FINNISH NOTES
 

Infantry
FDF equipment changed at huge pace from 1950's to 1990's.Army changed from bolt action rifle toting infantry to assault rifle wielding army in 40 years.

Following eras could be identified with resort to infantry weapons. Infantry describes typical infantry unit while Others describes rear area personnel and supporting crew and equipment.

50's: boltaction rifles, LMGs, autoloaders, SMGs
Unit CAE OFR 3 6 10 15
Infantry 3 2 2 2 1 1
Others 2 C 2 1 1 -

60's: assault rifles+SMGs, modern LMG
Unit CAE OFR 3 6 10 15
Infantry 3 2 4 2 1 -
Others 2 C 2 2 - -

70's:  assault rifles, modern LMGs
Unit CAE OFR 3 6 10 15
Infantry 3 3 3 2 2 -
Others 2 C 2 2 - -

80's and 90's: same but service introduction of 7.62x54R LMG for some troops
Unit CAE OFR 3 6 10 15
Infantry 3 3 3 2 2 -
Armored Inf* 3 4 3 3 2 2
Others 2 C 2/3** 2 - -

2001+: same but addition of rifle grenades
Unit CAE OFR 3 6 10 15
Infantry 3 3 4 2 2 -
Armored Inf* 3 4 4 3 2 2
Others 2 C 3 2 - -

Watercooled medium machineguns were kept in units in 1950's but after that they have been used in defensive Local Force units only.
Unit CAE OFR 3 6 10 15
MMG 2 6 4 3 2 2

*Armored infantry carries 7.62x54R shooting LMGs compared to 7.62x39R firing LMGs found in normal squads.

**Introduction of extra firepower in term of assault rifles increases this 90's onwards.

Finnish infantry's anti-tank firepower depended heavily on all kinds of equipment starting from Panzerfausts and Panzerschreks and then using domestic recoilless rifles and augmented of LADs (Miniman, M52 LAW) and finally MADs (APILAS). Firepower increases depend heavily on increased number of mines and explosives, and increased issue of disposable weapons. AT doctrine was fairly defensive for infantry (their job is to defend) but was quite aggressive for AT hunter patrols. This is difficult to put in game but I'd suggest making Finnish Infantry stands in AT units as Infantry(AT) to depict their better equipment and more aggressive tactics.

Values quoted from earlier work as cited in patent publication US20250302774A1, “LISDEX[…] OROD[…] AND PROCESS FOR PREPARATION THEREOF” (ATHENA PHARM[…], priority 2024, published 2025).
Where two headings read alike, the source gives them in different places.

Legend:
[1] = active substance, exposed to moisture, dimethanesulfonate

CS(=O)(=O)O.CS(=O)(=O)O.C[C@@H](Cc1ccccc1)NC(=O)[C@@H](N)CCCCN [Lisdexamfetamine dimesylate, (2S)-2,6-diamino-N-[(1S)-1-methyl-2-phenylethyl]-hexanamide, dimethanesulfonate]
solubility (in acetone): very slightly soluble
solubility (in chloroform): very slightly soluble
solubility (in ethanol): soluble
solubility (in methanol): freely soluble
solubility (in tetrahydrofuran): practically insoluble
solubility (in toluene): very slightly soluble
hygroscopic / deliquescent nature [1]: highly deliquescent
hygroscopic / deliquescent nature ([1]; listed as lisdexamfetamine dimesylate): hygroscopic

50's: Panzerfaust and Panzerschreks
Unit CAE OFR 3 6
Inf 4 C 4 -
Inf (AT) 6 2 5 -
HQ 3 C 3 -
ENG 4 C 4 -
MMG 3 C 3 -

60's: SS5SS in service
Unit CAE OFR 3 6
Inf 6 C 5 -
Inf (AT) 8 3 6 -
HQ 4 C 3 -
ENG 6 C 4 -
MMG 3 C 3 -

70's: same in larger numbers + AT mine ambushes + Miniman
Unit CAE OFR 3 6
Inf 8 C 5 -
Inf (AT) 10 3 6 -
HQ 6 C 5 -
ENG 8 C 5 -
MMG 6 C 3 -

80's: same with more numbers + explosives + LAW (late 1980's)
Unit CAE OFR 3 6
Inf 10 C 6 -
Inf (AT) 14 3 7 -
HQ 6 C 5 -
ENG 8 C 5 -
MMG 6 C 5 -

90's: same as in 80's + APILAS (Jaeger Brigade 90 and other 90's brigade TOEs)
Unit CAE OFR 3 6
Inf 10 C 18 -
Inf (AT) 16 3 18 -
HQ 6 C 5 -
ENG 8 C 5 -
MMG 6 C 5 -

Artillery
Major factor with artillery is ability to commit counterbattery fire. Finnish artillery was quite skilled in this in Continuation War but there has not been serious upgrade on technical issues on artillery until 1980's. The bottom line is that FDF artillery is flexible but equipment wise change did come in 1980's and thus 90's depicts also Jäeger Brigade 90 changes. 2001 depicts Prikaati 2005 that is in drawing board (should get all kinds of exciting toys including RPVs for arty and more arty recon systems). 7AR is probably conservative estimate for them.

Counterbattery ratings should be based on following:
    50's:    AR 4
    60's:    AR 5
    70's:    AR 6
    80's:    AR 6
    90's:    AR 7
    2001:  AR 7 or AR 8

81mm and 120mm Mortars should use generic NATO/WP data. Ammo has I and S for both. All artillery have S and I rounds.